This Moon and the Coming Qi Node

Knowing how cosmic changes affect us on our little blue planet is no small feat. I use calendar notes and updates to keep me in the loop and even then I planted my tomatoes two days after a full moon (those in the know are aghast and those that aren't, let's just say you're not supposed to plant things after a full moon). Knowing your seasons can continue to live in the broad strokes but if you are interested, the rabbit hole can go as deep as you like. 


2nd Moon of Autumn

September 9th was the second moon in the fall seasonal cycle. The first moon is when the season’s movement begins and by the 2nd moon, humans start to feel the qualities we associate with the season. By the 3rd moon, the season feels in full swing.


Qi Node: Autumnal Equinox (Qiu Fen)

September 22nd marks the even divide between daytime and nighttime where the cooler days and falling leaves mark the tangible presence of Autumn

Things to Eat:

Pears and Apples
Winter Squash like Butternut and Pumpkin
Last of the veges from the garden
Sweet potatoes, carrots, and parsnips
Medium aged cheese like Brie and Roblochon
The best cuts of beef

Things to Do:

Eat lighter meals, maybe skip a dinner
Switch to darker brews of all your drinks
Start collecting your cool weather gear
Keep your neck covered when outside
Bake some pumpkin bread
Take a canning class in your area

Things to Cook:


broccoli rabe acorn squash.jpg

serves: 8 as a side, 4 as a main

notes: You can make your own balsamic glaze by reducing balsamic vinegar in a saucepan, but I find it easier (and usually economically advantageous) to buy a pre-made, high-quality glaze. If you have dried rosemary on hand, you could substitute it for the fresh by reducing the amount to 2 teaspoons. Last one: I used the fancy, truffled marcona almonds from Trader Joe's for the garnish here and it was spectacular.

2 small-medium acorn squashes
1 ½ tablespoons olive oil, divided
salt and pepper, to taste
1 tablespoon minced fresh rosemary (from roughly 1 sprig)
½ cup quinoa, rinsed
1 cup vegetable stock
1 medium shallot, peeled and diced
1 celery stalk, diced
1 carrot, peeled and diced
1 tablespoon minced fresh sage (from roughly 1 sprig)
1 clove of garlic, peeled and minced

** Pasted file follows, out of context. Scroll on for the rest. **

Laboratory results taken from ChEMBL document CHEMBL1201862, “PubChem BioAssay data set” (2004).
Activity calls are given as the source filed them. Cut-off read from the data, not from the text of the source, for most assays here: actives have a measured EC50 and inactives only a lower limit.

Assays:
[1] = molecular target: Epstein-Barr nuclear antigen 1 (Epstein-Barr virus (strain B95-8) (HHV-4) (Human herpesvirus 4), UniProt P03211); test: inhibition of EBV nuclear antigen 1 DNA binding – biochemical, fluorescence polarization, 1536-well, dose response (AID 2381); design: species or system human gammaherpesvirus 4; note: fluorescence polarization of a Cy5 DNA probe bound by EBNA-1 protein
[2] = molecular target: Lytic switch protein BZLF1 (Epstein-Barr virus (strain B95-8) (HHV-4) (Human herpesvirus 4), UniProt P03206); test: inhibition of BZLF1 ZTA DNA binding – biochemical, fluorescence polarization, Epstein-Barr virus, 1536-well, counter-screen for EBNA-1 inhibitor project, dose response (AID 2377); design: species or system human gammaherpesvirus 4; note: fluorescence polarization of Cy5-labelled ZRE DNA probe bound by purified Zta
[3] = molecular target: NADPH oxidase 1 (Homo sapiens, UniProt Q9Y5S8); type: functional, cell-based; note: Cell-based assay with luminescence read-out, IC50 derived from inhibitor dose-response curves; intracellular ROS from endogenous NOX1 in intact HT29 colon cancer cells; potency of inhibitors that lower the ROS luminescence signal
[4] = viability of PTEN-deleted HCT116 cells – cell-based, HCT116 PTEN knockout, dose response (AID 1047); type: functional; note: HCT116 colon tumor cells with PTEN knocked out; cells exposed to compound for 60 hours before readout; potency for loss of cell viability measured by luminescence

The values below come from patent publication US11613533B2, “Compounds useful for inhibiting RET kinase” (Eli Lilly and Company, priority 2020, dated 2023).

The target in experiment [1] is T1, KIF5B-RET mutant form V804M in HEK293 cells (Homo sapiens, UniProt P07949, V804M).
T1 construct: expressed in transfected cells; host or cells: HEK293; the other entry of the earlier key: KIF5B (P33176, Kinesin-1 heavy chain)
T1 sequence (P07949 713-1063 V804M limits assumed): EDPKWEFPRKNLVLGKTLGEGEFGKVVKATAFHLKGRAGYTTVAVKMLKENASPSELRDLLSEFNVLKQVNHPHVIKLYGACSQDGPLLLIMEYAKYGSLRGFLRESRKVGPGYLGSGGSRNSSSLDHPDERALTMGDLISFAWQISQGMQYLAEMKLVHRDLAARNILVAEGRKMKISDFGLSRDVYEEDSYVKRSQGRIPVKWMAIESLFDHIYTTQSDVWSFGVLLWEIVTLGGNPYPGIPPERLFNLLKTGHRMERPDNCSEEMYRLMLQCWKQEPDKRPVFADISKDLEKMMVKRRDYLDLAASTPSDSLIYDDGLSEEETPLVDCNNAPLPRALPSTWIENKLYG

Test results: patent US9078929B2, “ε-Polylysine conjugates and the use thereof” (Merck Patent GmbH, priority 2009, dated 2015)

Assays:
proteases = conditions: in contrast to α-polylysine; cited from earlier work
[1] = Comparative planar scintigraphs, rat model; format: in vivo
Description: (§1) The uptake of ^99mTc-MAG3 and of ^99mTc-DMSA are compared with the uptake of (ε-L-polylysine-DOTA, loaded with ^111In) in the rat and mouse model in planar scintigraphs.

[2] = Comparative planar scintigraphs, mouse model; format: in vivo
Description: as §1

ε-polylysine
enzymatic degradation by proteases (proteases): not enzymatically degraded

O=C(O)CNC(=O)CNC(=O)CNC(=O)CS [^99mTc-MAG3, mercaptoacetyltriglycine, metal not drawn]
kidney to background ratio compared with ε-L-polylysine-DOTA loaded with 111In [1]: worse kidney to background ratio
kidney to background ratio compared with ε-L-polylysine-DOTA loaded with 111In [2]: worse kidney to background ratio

½ bunch broccoli rabe, tough ends of stems trimmed
3 tablespoons dried currants
2 tablespoons balsamic glaze
3 tablespoons marcona almonds, chopped
Preheat the oven to 400°F and line a large baking sheet with parchment paper.

Cut the acorn squashes in half lengthwise. Scoop out the seeds and stringy bits with a spoon. Then, cut each of the seeded squash halves in half once more. You should have 8 evenly sized wedges once you’re done with both squashes.

Place the squash wedges facing up on the parchment-lined baking tray. Brush the squash flesh with about half of the olive oil. Season all of the squash with salt and pepper. Sprinkle the minced rosemary over top. Slide the tray into the oven and roast the squash for 35-40 minutes, or until the squash is tender.

While the squash is roasting, combine the rinsed quinoa, vegetable stock, and a pinch of salt in a medium saucepan. Place the saucepan over medium heat and bring to a boil. Lower the heat to a simmer and cook for about 15 minutes, or until all of the stock is absorbed and the quinoa has puffed up. Set aside.

In a large pot with a well-fitting lid, heat the remaining olive oil over medium heat. Add the diced shallots to the pot and stir. Cook until shallots are translucent, about 2 minutes. Add the diced celery and carrot and stir. Cook until all of the vegetables are slightly soft, about 3 minutes. Add the minced sage and garlic to the pot and stir. Chop the broccoli rabe into bite-sized pieces and add it to the pot.

Stir the vegetables to coat and season with salt and pepper. Add a ¼ cup of water to the pot and place the lid on top. Let the broccoli rabe steam in the pot for about 3-4 minutes. Then, remove the lid and stir in the cooked quinoa and dried currants. Remove the pot from the heat.

Place roasted squash wedges on a serving platter and carefully spoon the broccoli rabe and quinoa stuffing into the natural cavities of the squash. Drizzle all of the stuffed squash pieces with the balsamic glaze and garnish with the chopped marcona almonds. Serve immediately.